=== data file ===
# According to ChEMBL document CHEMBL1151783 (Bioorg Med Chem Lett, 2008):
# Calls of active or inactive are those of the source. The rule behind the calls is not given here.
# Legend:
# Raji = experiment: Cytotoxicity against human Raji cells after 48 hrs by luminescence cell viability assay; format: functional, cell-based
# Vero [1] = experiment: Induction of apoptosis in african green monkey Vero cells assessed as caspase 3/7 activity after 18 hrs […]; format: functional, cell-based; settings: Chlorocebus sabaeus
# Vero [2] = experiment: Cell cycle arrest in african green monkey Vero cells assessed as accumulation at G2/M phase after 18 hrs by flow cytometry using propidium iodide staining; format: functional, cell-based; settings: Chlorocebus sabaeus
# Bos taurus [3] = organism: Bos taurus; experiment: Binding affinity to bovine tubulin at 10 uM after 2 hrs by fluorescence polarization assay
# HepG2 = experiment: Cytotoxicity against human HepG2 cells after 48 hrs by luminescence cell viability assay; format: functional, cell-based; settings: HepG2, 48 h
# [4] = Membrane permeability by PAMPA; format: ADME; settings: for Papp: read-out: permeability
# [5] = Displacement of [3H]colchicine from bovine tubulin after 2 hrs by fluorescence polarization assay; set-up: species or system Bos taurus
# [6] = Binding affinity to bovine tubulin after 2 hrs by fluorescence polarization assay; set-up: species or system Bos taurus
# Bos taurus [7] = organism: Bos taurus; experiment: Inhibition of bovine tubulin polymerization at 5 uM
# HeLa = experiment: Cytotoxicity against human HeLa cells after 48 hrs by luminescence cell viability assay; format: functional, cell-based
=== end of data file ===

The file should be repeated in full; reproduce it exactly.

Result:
# According to ChEMBL document CHEMBL1151783 (Bioorg Med Chem Lett, 2008):
# Calls of active or inactive are those of the source. The rule behind the calls is not given here.
# Legend:
# Raji = experiment: Cytotoxicity against human Raji cells after 48 hrs by luminescence cell viability assay; format: functional, cell-based
# Vero [1] = experiment: Induction of apoptosis in african green monkey Vero cells assessed as caspase 3/7 activity after 18 hrs […]; format: functional, cell-based; settings: Chlorocebus sabaeus
# Vero [2] = experiment: Cell cycle arrest in african green monkey Vero cells assessed as accumulation at G2/M phase after 18 hrs by flow cytometry using propidium iodide staining; format: functional, cell-based; settings: Chlorocebus sabaeus
# Bos taurus [3] = organism: Bos taurus; experiment: Binding affinity to bovine tubulin at 10 uM after 2 hrs by fluorescence polarization assay
# HepG2 = experiment: Cytotoxicity against human HepG2 cells after 48 hrs by luminescence cell viability assay; format: functional, cell-based; settings: HepG2, 48 h
# [4] = Membrane permeability by PAMPA; format: ADME; settings: for Papp: read-out: permeability
# [5] = Displacement of [3H]colchicine from bovine tubulin after 2 hrs by fluorescence polarization assay; set-up: species or system Bos taurus
# [6] = Binding affinity to bovine tubulin after 2 hrs by fluorescence polarization assay; set-up: species or system Bos taurus
# Bos taurus [7] = organism: Bos taurus; experiment: Inhibition of bovine tubulin polymerization at 5 uM
# HeLa = experiment: Cytotoxicity against human HeLa cells after 48 hrs by luminescence cell viability assay; format: functional, cell-based